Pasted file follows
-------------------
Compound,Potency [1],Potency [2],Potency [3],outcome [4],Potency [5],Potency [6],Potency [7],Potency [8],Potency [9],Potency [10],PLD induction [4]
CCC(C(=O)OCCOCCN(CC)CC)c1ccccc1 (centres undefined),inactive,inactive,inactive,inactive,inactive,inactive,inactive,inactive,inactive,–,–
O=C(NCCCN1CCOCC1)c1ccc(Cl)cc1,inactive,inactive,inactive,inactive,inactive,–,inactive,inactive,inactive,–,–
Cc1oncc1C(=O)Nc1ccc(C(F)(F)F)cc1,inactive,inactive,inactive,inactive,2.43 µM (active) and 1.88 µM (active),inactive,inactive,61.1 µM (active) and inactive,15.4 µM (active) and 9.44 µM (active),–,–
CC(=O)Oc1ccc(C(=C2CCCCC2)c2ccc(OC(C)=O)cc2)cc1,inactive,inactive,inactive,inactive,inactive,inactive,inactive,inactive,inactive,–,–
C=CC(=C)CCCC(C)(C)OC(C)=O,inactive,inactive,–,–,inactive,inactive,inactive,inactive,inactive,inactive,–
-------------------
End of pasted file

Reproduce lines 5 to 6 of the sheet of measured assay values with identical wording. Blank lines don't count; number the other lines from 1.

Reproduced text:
CC(=O)Oc1ccc(C(=C2CCCCC2)c2ccc(OC(C)=O)cc2)cc1,inactive,inactive,inactive,inactive,inactive,inactive,inactive,inactive,inactive,–,–
C=CC(=C)CCCC(C)(C)OC(C)=O,inactive,inactive,–,–,inactive,inactive,inactive,inactive,inactive,inactive,–